receiving a client channel identity in the identified media server, wherein the client channel identity informs the identified media server where the client receives communications data.
11. The method of claim 9, further comprising:
receiving in the identified media server a second join conference request from a second client, wherein the second join conference request identifies a selected conference requested by the second client;
receiving communications data from the client by the identified media server; and
sending the received communications data from the identified media server to the second client.
12. The method of claim 1, further comprising:
receiving by a dispatcher switch a first connect request from the client, wherein the dispatcher switch has been configured to select the dispatch server from a plurality of dispatch servers to receive the first connect request.
13. The method of claim 12 wherein the dispatcher switch is configured to select a second dispatch server after receiving the first connect request, the method further comprising:
receiving by the dispatcher switch a second connect request from a second client;
directing the second connect request to the second dispatch server;
receiving by the second dispatch server a second join conference request from the second client, wherein the second join conference request identifies a selected conference requested by the second client; and
transmitting to the second client from the second dispatch server an identity of the media server hosting the conference.
14. The method of claim 12, further comprising:
examining conference creation data to determine whether the dispatch server and the second dispatch server have allowed a same conference to be created on different media servers of a plurality of media servers.
15. A method for providing a caller with conference communications, comprising:
receiving in a dispatch server a call from the caller over a telephony network; and
identifying a selected media server of a plurality of media servers to service the call, wherein the media servers of the plurality of media servers are configured to provide conference communications.
16. The method of claim 15, further comprising:
sending a signal to the selected media server to initiate a communications with the dispatch server;
receiving a communication by the dispatch server from the selected media server; and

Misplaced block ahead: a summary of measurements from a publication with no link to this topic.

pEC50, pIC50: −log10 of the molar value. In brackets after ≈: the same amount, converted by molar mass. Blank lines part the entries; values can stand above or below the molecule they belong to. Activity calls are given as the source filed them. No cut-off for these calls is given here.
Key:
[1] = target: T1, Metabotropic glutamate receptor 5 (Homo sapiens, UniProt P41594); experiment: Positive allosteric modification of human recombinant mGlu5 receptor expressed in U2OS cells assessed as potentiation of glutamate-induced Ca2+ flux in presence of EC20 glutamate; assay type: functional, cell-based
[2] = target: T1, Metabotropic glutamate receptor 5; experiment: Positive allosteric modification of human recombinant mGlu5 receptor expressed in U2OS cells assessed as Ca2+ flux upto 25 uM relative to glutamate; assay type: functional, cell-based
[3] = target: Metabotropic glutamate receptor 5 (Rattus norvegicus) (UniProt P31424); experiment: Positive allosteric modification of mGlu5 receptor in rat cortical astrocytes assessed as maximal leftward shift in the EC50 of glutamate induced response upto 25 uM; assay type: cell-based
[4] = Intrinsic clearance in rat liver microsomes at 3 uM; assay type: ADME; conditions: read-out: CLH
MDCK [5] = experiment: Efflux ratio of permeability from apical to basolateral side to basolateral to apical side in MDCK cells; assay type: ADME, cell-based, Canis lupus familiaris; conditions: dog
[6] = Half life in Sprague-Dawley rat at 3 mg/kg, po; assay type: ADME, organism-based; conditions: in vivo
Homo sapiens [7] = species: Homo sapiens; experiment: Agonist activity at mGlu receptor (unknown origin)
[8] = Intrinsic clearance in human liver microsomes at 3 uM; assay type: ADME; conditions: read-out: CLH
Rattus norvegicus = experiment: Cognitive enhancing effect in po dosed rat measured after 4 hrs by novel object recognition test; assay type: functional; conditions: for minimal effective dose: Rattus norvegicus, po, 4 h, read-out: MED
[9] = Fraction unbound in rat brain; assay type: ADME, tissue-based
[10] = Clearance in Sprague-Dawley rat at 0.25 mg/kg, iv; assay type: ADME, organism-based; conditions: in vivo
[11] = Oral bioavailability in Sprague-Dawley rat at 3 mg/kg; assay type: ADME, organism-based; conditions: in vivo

connecting the call with the communication by the dispatch server.
17. The method of claim 16, further comprising:
receiving at a second dispatch server a join conference request from a client, wherein the join conference request identifies the conference associated with the call;
examining a conference table to identify the selected media server; and
transmitting the identity of the selected media server to the client.
18. The method of claim 16, farther comprising:
servicing the call at the selected media server.
19. A system for facilitating conference communications, comprising:
a plurality of media servers, each media server configured to provide conference communications; and
at least one dispatch server configured to identify a selected media server of the plurality of media servers having appropriate capacity for providing conference communications.
20. The system of claim 19 wherein the at least one dispatch server is configured to direct a client to the identified media server.
21. The system of claim 19 wherein the at least one dispatch server identifies the selected media server as having a greatest available capacity among the plurality of media servers.
22. The system of claim 21 wherein the at least one dispatch server disregards media servers of the plurality of media servers that have been scheduled for inactivity during a time period for conference communications for the client.
23. The system of claim 19 wherein the at least one dispatch server identifies the selected media server on the basis of media type.
24. The system of claim 19, further comprising:
an authentication server configured to authenticate client communication requests.
25. A dispatch server configured to facilitate conference communications, comprising: